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Acastus took Jason aside. “One day your part in this will be honored,” he said, “but right now it would be dangerous for you to attract too much attention from my father.”

“Thank you, Acastus,” said Jason, and meant it. He smiled. “Then you’ve changed your mind about us settling things like warriors?”

“We have settled things like warriors,” Acastus replied, “fighting side by side. How you stayed on that creature’s back I’ll never know! And the way you fired that stone!”

Jason laughed. “There was more luck to that shot than I care to admit, Acastus.”

“What matters,” Acastus said, “is that you never stopped fighting. From now on we are comrades in arms, whatever happens in the future.”

For a moment Jason could not think what to say. He wondered if Hera had guided his shot or if she’d abandoned him to his fate long before. Either way, with Acastus offering himself as a friend, Jason knew he could never help the goddess in her scheme for revenge. If ever he returned to Iolcus, it would not be with an army, but alone and unarmed.

“I can’t guess what the future holds for us, Acastus,” he told the prince, “but I promise you this: If ever I come for my throne, I will do no harm either to you or your father.”

“And I promise no harm will come to you, either. Let the gods decide the rest.” Acastus put a hand on Jason’s shoulder.

“In the meantime,” Jason said, “my mother and father are still living in Iolcus ….”

“You will find them safe and well when you come,” Acastus promised. “I will see to it.”

He offered his hand, and Jason clasped it firmly.

The other boys gathered around them.

“I can’t pretend to understand what’s going on, Jason,” said Admetus, “but I suppose if you don’t want anyone to know about your part in all of this, we’ll go along with that.”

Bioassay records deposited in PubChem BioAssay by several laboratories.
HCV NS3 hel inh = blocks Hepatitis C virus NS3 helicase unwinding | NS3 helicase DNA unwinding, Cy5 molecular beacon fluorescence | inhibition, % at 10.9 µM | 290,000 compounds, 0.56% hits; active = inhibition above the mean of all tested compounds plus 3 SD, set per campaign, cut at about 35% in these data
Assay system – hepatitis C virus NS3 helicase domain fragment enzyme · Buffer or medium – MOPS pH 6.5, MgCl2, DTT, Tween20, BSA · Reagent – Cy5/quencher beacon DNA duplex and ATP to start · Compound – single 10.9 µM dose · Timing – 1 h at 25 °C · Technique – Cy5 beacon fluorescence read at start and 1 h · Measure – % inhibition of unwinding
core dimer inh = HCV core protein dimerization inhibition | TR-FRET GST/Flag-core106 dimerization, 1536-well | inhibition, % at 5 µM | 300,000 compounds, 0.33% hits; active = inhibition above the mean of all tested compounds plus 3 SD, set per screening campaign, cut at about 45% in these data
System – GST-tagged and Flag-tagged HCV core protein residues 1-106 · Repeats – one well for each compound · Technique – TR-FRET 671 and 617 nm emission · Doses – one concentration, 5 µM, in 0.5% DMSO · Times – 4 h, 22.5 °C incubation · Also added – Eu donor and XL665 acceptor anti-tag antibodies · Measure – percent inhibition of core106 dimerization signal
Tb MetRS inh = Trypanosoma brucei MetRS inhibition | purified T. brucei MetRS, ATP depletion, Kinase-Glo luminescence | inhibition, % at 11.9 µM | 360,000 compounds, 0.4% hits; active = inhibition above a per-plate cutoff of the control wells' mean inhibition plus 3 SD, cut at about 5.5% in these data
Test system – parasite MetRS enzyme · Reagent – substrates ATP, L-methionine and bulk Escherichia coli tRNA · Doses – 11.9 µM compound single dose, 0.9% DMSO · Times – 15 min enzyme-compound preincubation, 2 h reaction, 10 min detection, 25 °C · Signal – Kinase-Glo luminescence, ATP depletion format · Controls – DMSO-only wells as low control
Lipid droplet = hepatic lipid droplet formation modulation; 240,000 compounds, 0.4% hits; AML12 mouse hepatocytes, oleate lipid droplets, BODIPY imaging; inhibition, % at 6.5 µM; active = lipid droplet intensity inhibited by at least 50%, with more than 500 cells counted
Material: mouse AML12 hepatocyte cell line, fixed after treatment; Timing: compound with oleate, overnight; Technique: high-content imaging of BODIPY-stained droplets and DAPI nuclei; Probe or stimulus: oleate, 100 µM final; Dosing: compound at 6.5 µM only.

“Thank you,” said Jason. “One day everything will be made clear.”

“When that day comes, Jason,” said Lynceus, “if you should need a sharp pair of eyes—”

“Or a strong arm,” Idas put in.

They spoke together, “Just send for us.”

“Me, too,” said Admetus. “If you should ever need somebody who can … well, somebody who’s willing to help, I will come.”

“I will remember all of you,” Jason assured them. “And I hope that one day we will all travel together again.”

“In that case I hope it’s an easier journey than this one!” said Admetus.

“Easier?” Idas laughed. “Why, this was just a warm-up!”

And they all laughed with him, Jason the loudest of them all.


DID THE HEROIC AGE—the Age of Heroes—really exist? Yes and no. No—there was not a time when the gods took part in human battles, nor were there harpies flying about mountaintops or centaurs galloping along the plains. There were no Gorgons, monsters whose blood could bring both life and death.

But yes—there was once a rich and powerful civilization in Greece that we call Mycenaean, where each city was a separate state with its own king but where the people were united by a single language. One of these was the kingdom of Thessaly, on the plains, where King Jason eventually reigned.

In the old mythological stories, Aeson—then rightful king of Iolcus—gave up his throne to his half brother, Pelias. Fearing his own baby son Jason would be killed by the greedy new king, Aeson sent the infant to the mountains to be reared by Chiron, the wise centaur.

When Jason was grown, he came down out of the mountains to demand the crown from Pelias. Pelias had been warned by an oracle to beware of a one-sandaled lad, and since Jason arrived wearing only one sandal, Pelias knew he had to destroy the young man. He suggested that before becoming king, Jason should first go on a perilous quest to retrieve the Golden Fleece, which rightfully belonged in Thessaly. Pelias did not expect Jason to return.